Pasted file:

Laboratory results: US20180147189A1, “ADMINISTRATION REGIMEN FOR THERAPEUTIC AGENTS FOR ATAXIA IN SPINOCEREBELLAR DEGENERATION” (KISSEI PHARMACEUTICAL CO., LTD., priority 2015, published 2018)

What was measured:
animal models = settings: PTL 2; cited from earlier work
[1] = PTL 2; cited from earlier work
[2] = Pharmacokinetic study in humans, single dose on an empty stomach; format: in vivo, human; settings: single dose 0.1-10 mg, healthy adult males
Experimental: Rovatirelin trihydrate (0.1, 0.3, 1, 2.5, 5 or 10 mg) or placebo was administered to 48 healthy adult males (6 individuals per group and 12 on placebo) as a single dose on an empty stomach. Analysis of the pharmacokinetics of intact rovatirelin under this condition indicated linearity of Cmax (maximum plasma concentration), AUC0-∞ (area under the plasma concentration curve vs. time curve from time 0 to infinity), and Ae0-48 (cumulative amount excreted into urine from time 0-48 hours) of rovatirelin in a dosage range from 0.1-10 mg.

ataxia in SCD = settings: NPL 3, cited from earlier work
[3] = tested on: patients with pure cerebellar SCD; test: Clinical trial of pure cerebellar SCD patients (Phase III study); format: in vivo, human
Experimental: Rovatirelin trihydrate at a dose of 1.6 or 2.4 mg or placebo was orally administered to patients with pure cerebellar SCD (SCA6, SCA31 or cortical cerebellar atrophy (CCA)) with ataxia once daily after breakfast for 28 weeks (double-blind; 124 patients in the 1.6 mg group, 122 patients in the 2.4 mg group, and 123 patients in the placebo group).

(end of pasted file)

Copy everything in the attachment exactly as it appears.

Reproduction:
Laboratory results: US20180147189A1, “ADMINISTRATION REGIMEN FOR THERAPEUTIC AGENTS FOR ATAXIA IN SPINOCEREBELLAR DEGENERATION” (KISSEI PHARMACEUTICAL CO., LTD., priority 2015, published 2018)

What was measured:
animal models = settings: PTL 2; cited from earlier work
[1] = PTL 2; cited from earlier work
[2] = Pharmacokinetic study in humans, single dose on an empty stomach; format: in vivo, human; settings: single dose 0.1-10 mg, healthy adult males
Experimental: Rovatirelin trihydrate (0.1, 0.3, 1, 2.5, 5 or 10 mg) or placebo was administered to 48 healthy adult males (6 individuals per group and 12 on placebo) as a single dose on an empty stomach. Analysis of the pharmacokinetics of intact rovatirelin under this condition indicated linearity of Cmax (maximum plasma concentration), AUC0-∞ (area under the plasma concentration curve vs. time curve from time 0 to infinity), and Ae0-48 (cumulative amount excreted into urine from time 0-48 hours) of rovatirelin in a dosage range from 0.1-10 mg.

ataxia in SCD = settings: NPL 3, cited from earlier work
[3] = tested on: patients with pure cerebellar SCD; test: Clinical trial of pure cerebellar SCD patients (Phase III study); format: in vivo, human
Experimental: Rovatirelin trihydrate at a dose of 1.6 or 2.4 mg or placebo was orally administered to patients with pure cerebellar SCD (SCA6, SCA31 or cortical cerebellar atrophy (CCA)) with ataxia once daily after breakfast for 28 weeks (double-blind; 124 patients in the 1.6 mg group, 122 patients in the 2.4 mg group, and 123 patients in the placebo group).